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Waldi last won the day on July 17

Waldi had the most liked content!

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About Waldi

  • Birthday 04/23/1962

Profile Information

  • Location
    Hellevoetsluis, Netherlands
  • Cars Owned:
    AR Spider Duetto, TR6, Moris Minor Traveller, MGB GT, XK140FHC, Healey MK2, TR6-PI (CP, 1970)

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  1. Opinions vary. When I removed my underseal, 95% of the area was in perfect condition. Some corners/edges had minor to severe corrosion. Removal Y/N depends largely on what you are aiming for. Full restoration: remove all of it, and that’s what I did, followed by blasting, painting etc. But if it looks ok, and only sumner drives are the purpose, you could reduce to limited area’s, like corners. Or simply apply wax oil or similar in damaged area’s as Dave above suggests. But be carefull, once you remove say the wings for underseal removal, before you know, you have started a full resto, even if not planned;) Waldi
  2. Current bid 420 pound and ending in less than 2 hrs. Waldi
  3. Aha, thanks Andrew, now I understand, thought I did something wrong. Cheers, Waldi
  4. Trial-fitted my rear bumper. surprise: it fitted straight away. Waldi
  5. Sorry Andrew, I do not understand. Cheers, Waldi
  6. Impossible. (Glad I’m not). Waldi
  7. Mick, you hit the nail on the head for me. There is no such thing as “good” or “bad” pads, selection of materials for your intended use is important. I have installed Green Stuff per previous recommendations on this forum, now I’m not so sure the fit with my intended use (road use mainly, not much more exiting that with my daily driver). Additionally I did read the EBC info on their site, and thought it would be ok for me, so ordered from TR shop. Just to be clear: no finger-pointing intended, but it looks like Green stuff may not be the best suitable for me. I do not know how they perform yet, as I have not driven the car yet, we will see. Regards, Waldi
  8. Hi Billy, Mine were recovered in Italian leather, I was told. But I would not be able to tell the difference between the various types. Cheers, Waldi
  9. If so I apologise and I must have had a senior moment.... Regards, Waldi
  10. Worth an article in TRaction! But that is easy said, if you do not have to write that yourselves. Waldi
  11. Hi Alan, your write ups are highly appreciated by me, it makes jobs otherwise perceived impossible worth a go. Many thanks, Waldi
  12. Very nice Hamish, and good to see Timken bearings are supplied instead of unknown items. When the alloy (“aluminium”) hubs warm up, the bearing clearances reduce, more than with a steel hub. So do not set them too tight. I assume there is a recommended clearance in the installation instruction? Especially important because with your competition drives the hubs will get hotter than an average tr6 hub, as heat is conducted from the hot disks to the hubs. Maybe good to check wheel bearing clearance and hub temperature after the first “hot ride”. Also do not overfill the hubs with grease, but liberal grease to the bearings is good. Oh, and you cannot measure the temperature with a standard IR temperature gun due to the low emissivity of new “shiny” aluminium. If you would paint a large enough area black (or any other dark color) you could use an IR gun. Best regards, Waldi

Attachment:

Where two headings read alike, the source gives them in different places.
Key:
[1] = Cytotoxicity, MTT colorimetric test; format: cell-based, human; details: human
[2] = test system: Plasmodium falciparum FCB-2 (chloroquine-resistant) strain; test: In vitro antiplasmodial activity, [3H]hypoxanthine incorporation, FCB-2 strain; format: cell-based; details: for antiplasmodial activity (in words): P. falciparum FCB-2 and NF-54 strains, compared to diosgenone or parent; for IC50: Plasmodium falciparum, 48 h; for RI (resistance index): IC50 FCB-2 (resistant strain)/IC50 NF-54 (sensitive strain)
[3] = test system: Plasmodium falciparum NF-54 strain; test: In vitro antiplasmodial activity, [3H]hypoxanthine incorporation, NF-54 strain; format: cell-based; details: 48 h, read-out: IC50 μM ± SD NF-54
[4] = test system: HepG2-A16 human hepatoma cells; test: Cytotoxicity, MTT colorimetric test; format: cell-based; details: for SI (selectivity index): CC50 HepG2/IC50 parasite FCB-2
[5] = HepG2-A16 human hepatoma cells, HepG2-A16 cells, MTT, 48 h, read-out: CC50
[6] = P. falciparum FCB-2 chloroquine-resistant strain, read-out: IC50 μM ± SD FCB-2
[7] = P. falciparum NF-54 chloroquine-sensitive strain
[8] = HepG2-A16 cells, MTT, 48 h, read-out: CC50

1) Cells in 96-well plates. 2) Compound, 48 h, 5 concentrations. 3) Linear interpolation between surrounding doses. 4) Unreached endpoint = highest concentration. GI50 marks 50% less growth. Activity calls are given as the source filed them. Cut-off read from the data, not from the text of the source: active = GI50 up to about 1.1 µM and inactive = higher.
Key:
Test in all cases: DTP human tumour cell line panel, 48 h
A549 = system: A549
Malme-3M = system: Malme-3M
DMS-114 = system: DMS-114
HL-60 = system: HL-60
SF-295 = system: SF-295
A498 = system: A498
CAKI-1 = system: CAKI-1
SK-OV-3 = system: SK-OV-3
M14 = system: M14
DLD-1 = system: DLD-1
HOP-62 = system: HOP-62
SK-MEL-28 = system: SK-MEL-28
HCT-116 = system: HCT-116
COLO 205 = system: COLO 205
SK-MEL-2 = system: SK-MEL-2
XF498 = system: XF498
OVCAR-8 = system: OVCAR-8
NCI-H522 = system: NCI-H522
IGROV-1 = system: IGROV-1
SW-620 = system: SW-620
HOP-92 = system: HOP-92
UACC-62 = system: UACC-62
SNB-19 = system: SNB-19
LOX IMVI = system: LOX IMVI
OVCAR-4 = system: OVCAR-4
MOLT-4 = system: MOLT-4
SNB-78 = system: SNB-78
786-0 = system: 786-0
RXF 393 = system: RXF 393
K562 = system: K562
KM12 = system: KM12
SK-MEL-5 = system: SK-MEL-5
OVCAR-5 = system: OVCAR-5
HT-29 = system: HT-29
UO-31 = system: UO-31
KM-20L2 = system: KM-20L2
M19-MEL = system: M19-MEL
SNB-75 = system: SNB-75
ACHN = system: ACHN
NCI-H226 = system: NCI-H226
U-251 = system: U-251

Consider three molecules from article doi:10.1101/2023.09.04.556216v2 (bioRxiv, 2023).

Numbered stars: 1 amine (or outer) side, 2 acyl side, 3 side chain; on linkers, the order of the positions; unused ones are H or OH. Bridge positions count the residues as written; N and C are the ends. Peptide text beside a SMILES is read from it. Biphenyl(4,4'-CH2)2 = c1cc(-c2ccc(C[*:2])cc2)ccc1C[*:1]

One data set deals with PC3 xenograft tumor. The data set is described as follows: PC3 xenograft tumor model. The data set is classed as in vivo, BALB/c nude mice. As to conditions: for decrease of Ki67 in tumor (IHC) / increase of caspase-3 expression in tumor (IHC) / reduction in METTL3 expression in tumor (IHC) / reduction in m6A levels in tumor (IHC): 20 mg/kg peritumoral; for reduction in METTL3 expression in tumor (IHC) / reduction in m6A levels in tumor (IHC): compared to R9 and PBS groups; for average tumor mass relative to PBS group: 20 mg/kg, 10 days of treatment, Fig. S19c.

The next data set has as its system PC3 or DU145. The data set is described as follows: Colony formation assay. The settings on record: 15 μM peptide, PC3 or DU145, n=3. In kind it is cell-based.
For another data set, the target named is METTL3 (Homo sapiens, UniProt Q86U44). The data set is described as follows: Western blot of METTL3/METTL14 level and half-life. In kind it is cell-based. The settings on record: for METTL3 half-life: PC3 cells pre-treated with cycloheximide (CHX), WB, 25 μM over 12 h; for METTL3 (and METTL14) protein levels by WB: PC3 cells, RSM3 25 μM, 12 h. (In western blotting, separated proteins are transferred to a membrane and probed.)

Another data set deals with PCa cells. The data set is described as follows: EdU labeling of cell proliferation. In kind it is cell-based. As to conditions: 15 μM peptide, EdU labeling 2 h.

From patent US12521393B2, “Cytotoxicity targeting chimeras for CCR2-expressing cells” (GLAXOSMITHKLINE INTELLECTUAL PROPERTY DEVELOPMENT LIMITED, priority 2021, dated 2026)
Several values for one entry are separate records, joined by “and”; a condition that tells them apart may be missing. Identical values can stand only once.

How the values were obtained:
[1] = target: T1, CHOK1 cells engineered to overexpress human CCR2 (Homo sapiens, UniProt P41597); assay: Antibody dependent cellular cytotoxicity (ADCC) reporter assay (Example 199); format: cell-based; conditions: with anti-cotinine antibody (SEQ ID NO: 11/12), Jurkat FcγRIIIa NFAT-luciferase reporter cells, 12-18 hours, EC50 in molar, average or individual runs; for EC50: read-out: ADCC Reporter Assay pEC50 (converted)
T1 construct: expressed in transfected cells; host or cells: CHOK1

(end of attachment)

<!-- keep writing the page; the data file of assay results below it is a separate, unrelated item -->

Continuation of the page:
13. Waldi

    Cold air intake

    The heat radiation “breaker” that Ed has installed will certainly help to reduce risk of vapor lock when the engine was stopped when hot and then re-started after some time, a known issue for classic cars. Ed’s masterpiece keeps inspiring me and probably many others. Wish I could match or even come close to your skills. Best regards, Waldi
  14. Waldi

    Cold air intake

    The temperature increase should be regarded in Kelvin, 15 degrees increase from lets say 25C ambient to 40 degr.C inlet temperature as a result of heating up in the plenum/throttle bodies would be 14% increase (on the Kelvin scale) in temperature, so also about that % loss in mass flow (not exactly the same since other parameters change too). If mass flow would correspond to performance, it is significant. Waldi PS: The true answer will come from Peter C.
  15. Chris, my tap (tr6) was serviceable, so I cleaned it, oiled it, and installed it back. But if it would not, I would have replaced by a simple brass drain plug, no hesitation. How often do you open it, and when you do for like flushing, you will have to remove it for better flow, less plugging. So of limited value to have a tap, I feel. Also, if the brass tap lever is hit, either during maintenance work or something while driving, the engine would drain it’s coolant. Whatever you decide, make sure to clean the thread in the engine, because there may (will) be corrosion, preventing the new tap or plug to be screwed in properly. Do a dry fit first, it should screw in by hand easily. Regards, Waldi
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